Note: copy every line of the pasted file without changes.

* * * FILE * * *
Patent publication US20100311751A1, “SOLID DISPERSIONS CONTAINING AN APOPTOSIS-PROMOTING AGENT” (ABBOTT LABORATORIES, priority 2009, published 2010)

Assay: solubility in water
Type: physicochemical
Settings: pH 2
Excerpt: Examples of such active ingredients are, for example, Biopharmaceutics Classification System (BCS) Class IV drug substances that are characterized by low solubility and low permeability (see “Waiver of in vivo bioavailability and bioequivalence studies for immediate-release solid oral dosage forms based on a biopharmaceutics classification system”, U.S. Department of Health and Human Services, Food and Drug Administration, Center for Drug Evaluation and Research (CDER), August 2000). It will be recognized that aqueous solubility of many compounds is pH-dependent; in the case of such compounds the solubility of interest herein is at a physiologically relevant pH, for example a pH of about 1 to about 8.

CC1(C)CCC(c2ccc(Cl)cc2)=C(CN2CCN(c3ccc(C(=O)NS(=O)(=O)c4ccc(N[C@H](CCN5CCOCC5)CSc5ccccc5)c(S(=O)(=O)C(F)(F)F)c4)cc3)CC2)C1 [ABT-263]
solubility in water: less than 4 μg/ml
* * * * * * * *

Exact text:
Patent publication US20100311751A1, “SOLID DISPERSIONS CONTAINING AN APOPTOSIS-PROMOTING AGENT” (ABBOTT LABORATORIES, priority 2009, published 2010)

Assay: solubility in water
Type: physicochemical
Settings: pH 2
Excerpt: Examples of such active ingredients are, for example, Biopharmaceutics Classification System (BCS) Class IV drug substances that are characterized by low solubility and low permeability (see “Waiver of in vivo bioavailability and bioequivalence studies for immediate-release solid oral dosage forms based on a biopharmaceutics classification system”, U.S. Department of Health and Human Services, Food and Drug Administration, Center for Drug Evaluation and Research (CDER), August 2000). It will be recognized that aqueous solubility of many compounds is pH-dependent; in the case of such compounds the solubility of interest herein is at a physiologically relevant pH, for example a pH of about 1 to about 8.

CC1(C)CCC(c2ccc(Cl)cc2)=C(CN2CCN(c3ccc(C(=O)NS(=O)(=O)c4ccc(N[C@H](CCN5CCOCC5)CSc5ccccc5)c(S(=O)(=O)C(F)(F)F)c4)cc3)CC2)C1 [ABT-263]
solubility in water: less than 4 μg/ml